Oh, yes. I am.
I am posting an entry about the grandfather of fantasy himself: J.R.R. Tolkien!
Flying too close to the sun, you say? Eh, I prefer to think of it as digging deep, reaching the roots of a great and mighty tree. Did you know, depending on the species, even bears feed on roots? 😉
I’ve commented before about world-building and history and culture, all created as a backdrop for a novel or series of novels. Tolkien was one of the first, if not the first, to really do this, and do it well. He crafted an entire mythology, a pantheon of gods and goddesses, several eons of history, races, nations, and pseudo-languages. (sorry, fans, elvish is not a real language, only an imitation… a very good and enjoyable imitation, but still, an imitation… and now I start hiding from angry fans with pitchforks)
In short, Tolkien did what no one else had done before: he crafted an entire world around a single story. And we felt it. Others created stories which had fantastical elements, and they were cute, or hilarious, or terrifying, but Tolkien created a “real” world, giving his fantasy epic some firm ground to stand on. His work revolutionized things and has inspired countless people for nearly a century now. There is no one who knows fantasy and does not know his name.
Quite a worthy legacy, I must say.
So there’s plenty of things he does right. But, of course, as with all inventors and their prototypes, there are things which remained to improve upon (Thomas Edison would love to see today’s light bulbs), and we’ve been improving our fantasy stories and our storytelling ever since. Much as Tolkien himself improved on what came before.
One particular example of this:
Tolkien wrote very poetically, lyrically, and his mastery of linguistics is impressive. However, while parts of it are enchanting, reading the whole thing is like slogging through the mire. The best things I’ve read are like slipping down a slide: once you start, you just can’t stop, and it’s so much fun that you don’t want to stop. There was an element of this in The Hobbit (I love when he writes something to the effect of “This was Bilbo’s way of not revealing his identity to a dragon, which is very wise, without giving him an outright refusal, which is also very wise.”), but this was sadly lacking through most of The Lord of the Rings.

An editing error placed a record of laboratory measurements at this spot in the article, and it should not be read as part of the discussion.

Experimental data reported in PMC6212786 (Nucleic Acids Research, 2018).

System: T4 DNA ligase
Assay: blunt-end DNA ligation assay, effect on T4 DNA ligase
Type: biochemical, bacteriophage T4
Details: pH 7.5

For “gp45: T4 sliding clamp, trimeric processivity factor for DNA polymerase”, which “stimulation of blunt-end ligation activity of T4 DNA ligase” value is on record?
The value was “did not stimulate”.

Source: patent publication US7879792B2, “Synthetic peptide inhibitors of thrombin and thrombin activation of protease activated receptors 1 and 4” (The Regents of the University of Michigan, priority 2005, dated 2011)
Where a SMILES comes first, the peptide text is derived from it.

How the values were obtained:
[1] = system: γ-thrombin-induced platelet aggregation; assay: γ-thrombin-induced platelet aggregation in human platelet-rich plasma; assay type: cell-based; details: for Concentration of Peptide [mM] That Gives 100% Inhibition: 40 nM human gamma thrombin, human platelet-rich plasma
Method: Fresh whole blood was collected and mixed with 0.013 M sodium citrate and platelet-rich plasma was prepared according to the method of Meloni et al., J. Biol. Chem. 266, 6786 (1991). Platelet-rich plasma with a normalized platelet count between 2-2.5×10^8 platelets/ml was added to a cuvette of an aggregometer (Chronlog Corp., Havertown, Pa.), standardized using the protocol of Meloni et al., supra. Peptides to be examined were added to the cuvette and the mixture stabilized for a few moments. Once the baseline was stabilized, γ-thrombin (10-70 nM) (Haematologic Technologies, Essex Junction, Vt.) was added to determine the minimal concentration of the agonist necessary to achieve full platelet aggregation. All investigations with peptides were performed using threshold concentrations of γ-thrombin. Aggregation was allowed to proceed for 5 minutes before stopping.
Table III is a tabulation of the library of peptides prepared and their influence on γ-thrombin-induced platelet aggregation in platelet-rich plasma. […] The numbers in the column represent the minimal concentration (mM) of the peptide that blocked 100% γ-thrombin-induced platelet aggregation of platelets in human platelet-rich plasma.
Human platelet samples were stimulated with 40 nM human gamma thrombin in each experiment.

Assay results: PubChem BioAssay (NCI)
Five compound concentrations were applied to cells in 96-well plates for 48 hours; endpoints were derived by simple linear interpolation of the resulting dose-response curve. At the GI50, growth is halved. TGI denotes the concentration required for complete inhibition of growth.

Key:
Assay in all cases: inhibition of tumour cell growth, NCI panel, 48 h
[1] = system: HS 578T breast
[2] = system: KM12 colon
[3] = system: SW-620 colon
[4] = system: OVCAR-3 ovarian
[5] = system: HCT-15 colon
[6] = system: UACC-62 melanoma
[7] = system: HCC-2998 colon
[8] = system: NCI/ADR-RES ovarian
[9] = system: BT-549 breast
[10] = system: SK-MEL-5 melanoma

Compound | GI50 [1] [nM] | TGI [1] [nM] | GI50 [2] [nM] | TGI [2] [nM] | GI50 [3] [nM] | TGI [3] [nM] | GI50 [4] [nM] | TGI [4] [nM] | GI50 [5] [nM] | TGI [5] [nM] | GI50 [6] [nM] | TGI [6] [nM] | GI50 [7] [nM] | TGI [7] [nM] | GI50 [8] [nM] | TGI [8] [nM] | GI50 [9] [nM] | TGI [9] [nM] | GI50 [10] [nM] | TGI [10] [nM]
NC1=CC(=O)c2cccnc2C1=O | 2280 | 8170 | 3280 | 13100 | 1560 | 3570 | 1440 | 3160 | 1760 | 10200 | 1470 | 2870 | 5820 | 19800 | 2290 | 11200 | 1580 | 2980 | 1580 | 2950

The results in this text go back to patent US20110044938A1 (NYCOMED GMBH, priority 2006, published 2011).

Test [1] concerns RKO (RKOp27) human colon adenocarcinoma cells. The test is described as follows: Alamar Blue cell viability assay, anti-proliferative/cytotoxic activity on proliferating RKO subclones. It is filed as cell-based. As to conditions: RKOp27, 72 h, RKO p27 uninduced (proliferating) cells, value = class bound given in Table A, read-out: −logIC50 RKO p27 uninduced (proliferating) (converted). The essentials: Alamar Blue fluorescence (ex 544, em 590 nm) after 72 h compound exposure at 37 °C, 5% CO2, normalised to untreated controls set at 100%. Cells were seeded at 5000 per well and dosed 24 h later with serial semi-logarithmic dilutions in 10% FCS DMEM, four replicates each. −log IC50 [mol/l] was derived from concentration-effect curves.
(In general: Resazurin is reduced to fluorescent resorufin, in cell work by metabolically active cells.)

It had its moments, such as when Treebeard comments to the hobbits, after a visit from Gandalf, something like, “And I thought you were hasty…” Or when Gimli and Faramir had a discussion on the beauty of Galadriel, and Faramir, before Gimli could fetch his axe to cut off Faramir’s head for disagreeing, emphasizes that it’s only because he has seen Eowyn, and Gimli is like, “Eh, I suppose I can overlook it then.” (I laughed so hard at that!) The story Tolkien crafted drew me in to read the whole trilogy, but, again, it was a slog, not a fun ride.
Granted, this was when I was in the fifth grade, so maybe I need to reread it (I likely will, someday!) to refresh my perspective. But as this was intended for kids to read, and I was the bookworm in my class, the point still stands.
I’ve wondered about that sort of thing for awhile now. What makes an author’s writing style more or less fluid not? Yes, you create an epic story, but one must also present it in such a way that it entices and entrances the reader, the audience. That can change with time, though, a dramatic example being Homer or Shakespeare, whose works need a bit of translation (sometimes literally) for the modern audience to comprehend. This, then, explains the true success of film, in my view, not because they’re moving pictures with sound and music and such, but because they can be used to tell stories so fluidly, without the risk of bogging a reader down in lyrical narration (not to mention they can tell the story to many, many people simultaneously).
With this in mind, it’s small wonder the filmed versions of Tolkien’s work are so appealing and well-done, as they have the benefits of all of Tolkien’s world-building without the burden of his writing style. Not that they have everything (the examples of humor I cited above are not in the films), but they have a great deal to offer the audience. And not that there is nothing worthy to be found in the books, or even in other depictions of the material (though the singing orcs in the animated Return of the King were just a terrible idea). I would never want to insult Tolkien’s work. He is the Master who has inspired all the Masters since, after all.
But this is what I consider the prime example of improving on a previous generation’s work. We take the good (the story) and improve on it, addressing the imperfections, taking our stories to ever greater and greater heights. And it never happens without that first person, who takes that momentous first step, which can become an entire path for those who follow.
Tolkien set the foundation, and we’ve been improving things ever since.